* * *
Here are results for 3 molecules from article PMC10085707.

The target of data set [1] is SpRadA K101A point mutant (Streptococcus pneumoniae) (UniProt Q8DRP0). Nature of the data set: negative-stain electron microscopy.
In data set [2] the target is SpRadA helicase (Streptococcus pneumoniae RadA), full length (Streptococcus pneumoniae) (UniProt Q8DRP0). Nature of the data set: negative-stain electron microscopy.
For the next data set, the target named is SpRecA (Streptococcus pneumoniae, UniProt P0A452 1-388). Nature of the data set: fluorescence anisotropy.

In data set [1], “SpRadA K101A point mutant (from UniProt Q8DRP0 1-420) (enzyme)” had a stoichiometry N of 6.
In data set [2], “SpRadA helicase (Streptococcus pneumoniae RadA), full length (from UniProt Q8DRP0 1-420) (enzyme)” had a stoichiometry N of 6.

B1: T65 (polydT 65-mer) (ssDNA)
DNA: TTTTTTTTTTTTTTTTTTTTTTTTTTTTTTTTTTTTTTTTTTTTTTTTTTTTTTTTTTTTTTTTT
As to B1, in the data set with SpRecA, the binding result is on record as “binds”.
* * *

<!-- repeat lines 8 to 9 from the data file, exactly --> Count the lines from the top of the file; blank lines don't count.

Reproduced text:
DNA: TTTTTTTTTTTTTTTTTTTTTTTTTTTTTTTTTTTTTTTTTTTTTTTTTTTTTTTTTTTTTTTTT
As to B1, in the data set with SpRecA, the binding result is on record as “binds”.